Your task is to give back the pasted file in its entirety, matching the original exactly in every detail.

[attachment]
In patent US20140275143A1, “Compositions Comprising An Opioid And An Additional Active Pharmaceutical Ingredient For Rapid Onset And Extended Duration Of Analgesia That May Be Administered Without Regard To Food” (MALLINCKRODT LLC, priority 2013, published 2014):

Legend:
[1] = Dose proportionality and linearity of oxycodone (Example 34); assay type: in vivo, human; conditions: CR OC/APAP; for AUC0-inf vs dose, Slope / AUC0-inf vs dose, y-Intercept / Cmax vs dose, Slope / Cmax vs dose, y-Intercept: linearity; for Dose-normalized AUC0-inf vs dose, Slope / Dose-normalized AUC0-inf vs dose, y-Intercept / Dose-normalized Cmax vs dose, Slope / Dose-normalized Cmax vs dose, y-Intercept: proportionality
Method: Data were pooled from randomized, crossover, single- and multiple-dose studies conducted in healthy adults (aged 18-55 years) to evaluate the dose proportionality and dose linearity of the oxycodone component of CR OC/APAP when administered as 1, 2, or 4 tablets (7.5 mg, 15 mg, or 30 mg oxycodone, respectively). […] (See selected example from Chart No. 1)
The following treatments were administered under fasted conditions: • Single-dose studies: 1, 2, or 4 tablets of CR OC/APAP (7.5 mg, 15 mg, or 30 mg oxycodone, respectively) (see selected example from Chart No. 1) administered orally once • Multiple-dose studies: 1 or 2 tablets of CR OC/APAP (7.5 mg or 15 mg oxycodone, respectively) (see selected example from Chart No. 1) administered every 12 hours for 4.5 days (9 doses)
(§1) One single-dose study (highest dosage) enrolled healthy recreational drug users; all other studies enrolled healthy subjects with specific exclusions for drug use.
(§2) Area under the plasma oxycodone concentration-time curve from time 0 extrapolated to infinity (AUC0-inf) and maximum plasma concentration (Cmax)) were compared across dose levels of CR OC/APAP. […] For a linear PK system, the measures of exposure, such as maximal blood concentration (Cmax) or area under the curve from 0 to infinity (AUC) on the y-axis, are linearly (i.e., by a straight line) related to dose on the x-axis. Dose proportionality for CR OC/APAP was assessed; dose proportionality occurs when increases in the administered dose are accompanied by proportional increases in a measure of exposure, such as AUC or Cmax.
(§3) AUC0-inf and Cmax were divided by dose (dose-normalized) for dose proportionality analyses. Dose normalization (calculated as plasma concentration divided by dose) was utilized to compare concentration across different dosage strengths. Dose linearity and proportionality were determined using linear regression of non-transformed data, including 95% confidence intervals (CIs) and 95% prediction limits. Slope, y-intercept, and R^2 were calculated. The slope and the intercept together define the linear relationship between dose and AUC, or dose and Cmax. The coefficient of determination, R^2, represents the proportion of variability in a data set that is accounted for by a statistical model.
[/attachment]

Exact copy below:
In patent US20140275143A1, “Compositions Comprising An Opioid And An Additional Active Pharmaceutical Ingredient For Rapid Onset And Extended Duration Of Analgesia That May Be Administered Without Regard To Food” (MALLINCKRODT LLC, priority 2013, published 2014):

Legend:
[1] = Dose proportionality and linearity of oxycodone (Example 34); assay type: in vivo, human; conditions: CR OC/APAP; for AUC0-inf vs dose, Slope / AUC0-inf vs dose, y-Intercept / Cmax vs dose, Slope / Cmax vs dose, y-Intercept: linearity; for Dose-normalized AUC0-inf vs dose, Slope / Dose-normalized AUC0-inf vs dose, y-Intercept / Dose-normalized Cmax vs dose, Slope / Dose-normalized Cmax vs dose, y-Intercept: proportionality
Method: Data were pooled from randomized, crossover, single- and multiple-dose studies conducted in healthy adults (aged 18-55 years) to evaluate the dose proportionality and dose linearity of the oxycodone component of CR OC/APAP when administered as 1, 2, or 4 tablets (7.5 mg, 15 mg, or 30 mg oxycodone, respectively). […] (See selected example from Chart No. 1)
The following treatments were administered under fasted conditions: • Single-dose studies: 1, 2, or 4 tablets of CR OC/APAP (7.5 mg, 15 mg, or 30 mg oxycodone, respectively) (see selected example from Chart No. 1) administered orally once • Multiple-dose studies: 1 or 2 tablets of CR OC/APAP (7.5 mg or 15 mg oxycodone, respectively) (see selected example from Chart No. 1) administered every 12 hours for 4.5 days (9 doses)
(§1) One single-dose study (highest dosage) enrolled healthy recreational drug users; all other studies enrolled healthy subjects with specific exclusions for drug use.
(§2) Area under the plasma oxycodone concentration-time curve from time 0 extrapolated to infinity (AUC0-inf) and maximum plasma concentration (Cmax)) were compared across dose levels of CR OC/APAP. […] For a linear PK system, the measures of exposure, such as maximal blood concentration (Cmax) or area under the curve from 0 to infinity (AUC) on the y-axis, are linearly (i.e., by a straight line) related to dose on the x-axis. Dose proportionality for CR OC/APAP was assessed; dose proportionality occurs when increases in the administered dose are accompanied by proportional increases in a measure of exposure, such as AUC or Cmax.
(§3) AUC0-inf and Cmax were divided by dose (dose-normalized) for dose proportionality analyses. Dose normalization (calculated as plasma concentration divided by dose) was utilized to compare concentration across different dosage strengths. Dose linearity and proportionality were determined using linear regression of non-transformed data, including 95% confidence intervals (CIs) and 95% prediction limits. Slope, y-intercept, and R^2 were calculated. The slope and the intercept together define the linear relationship between dose and AUC, or dose and Cmax. The coefficient of determination, R^2, represents the proportion of variability in a data set that is accounted for by a statistical model.